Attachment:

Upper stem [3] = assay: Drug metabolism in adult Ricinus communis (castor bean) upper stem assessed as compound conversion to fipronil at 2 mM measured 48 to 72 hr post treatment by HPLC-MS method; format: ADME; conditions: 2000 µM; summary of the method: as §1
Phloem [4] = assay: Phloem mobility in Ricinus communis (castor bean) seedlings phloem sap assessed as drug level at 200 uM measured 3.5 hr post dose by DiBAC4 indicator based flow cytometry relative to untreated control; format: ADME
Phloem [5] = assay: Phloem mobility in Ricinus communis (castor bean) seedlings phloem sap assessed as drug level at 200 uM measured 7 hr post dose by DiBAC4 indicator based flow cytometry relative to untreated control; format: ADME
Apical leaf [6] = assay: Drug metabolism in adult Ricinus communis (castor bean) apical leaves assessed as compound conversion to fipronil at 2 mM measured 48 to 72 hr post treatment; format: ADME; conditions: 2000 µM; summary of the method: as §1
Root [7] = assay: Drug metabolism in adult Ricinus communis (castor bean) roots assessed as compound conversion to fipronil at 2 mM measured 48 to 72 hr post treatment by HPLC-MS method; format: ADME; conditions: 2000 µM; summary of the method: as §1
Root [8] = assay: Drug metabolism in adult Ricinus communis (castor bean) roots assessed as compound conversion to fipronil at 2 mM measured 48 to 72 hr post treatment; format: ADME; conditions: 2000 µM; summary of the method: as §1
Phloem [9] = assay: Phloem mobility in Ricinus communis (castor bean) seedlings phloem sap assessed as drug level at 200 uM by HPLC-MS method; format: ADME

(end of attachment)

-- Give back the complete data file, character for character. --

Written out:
Upper stem [3] = assay: Drug metabolism in adult Ricinus communis (castor bean) upper stem assessed as compound conversion to fipronil at 2 mM measured 48 to 72 hr post treatment by HPLC-MS method; format: ADME; conditions: 2000 µM; summary of the method: as §1
Phloem [4] = assay: Phloem mobility in Ricinus communis (castor bean) seedlings phloem sap assessed as drug level at 200 uM measured 3.5 hr post dose by DiBAC4 indicator based flow cytometry relative to untreated control; format: ADME
Phloem [5] = assay: Phloem mobility in Ricinus communis (castor bean) seedlings phloem sap assessed as drug level at 200 uM measured 7 hr post dose by DiBAC4 indicator based flow cytometry relative to untreated control; format: ADME
Apical leaf [6] = assay: Drug metabolism in adult Ricinus communis (castor bean) apical leaves assessed as compound conversion to fipronil at 2 mM measured 48 to 72 hr post treatment; format: ADME; conditions: 2000 µM; summary of the method: as §1
Root [7] = assay: Drug metabolism in adult Ricinus communis (castor bean) roots assessed as compound conversion to fipronil at 2 mM measured 48 to 72 hr post treatment by HPLC-MS method; format: ADME; conditions: 2000 µM; summary of the method: as §1
Root [8] = assay: Drug metabolism in adult Ricinus communis (castor bean) roots assessed as compound conversion to fipronil at 2 mM measured 48 to 72 hr post treatment; format: ADME; conditions: 2000 µM; summary of the method: as §1
Phloem [9] = assay: Phloem mobility in Ricinus communis (castor bean) seedlings phloem sap assessed as drug level at 200 uM by HPLC-MS method; format: ADME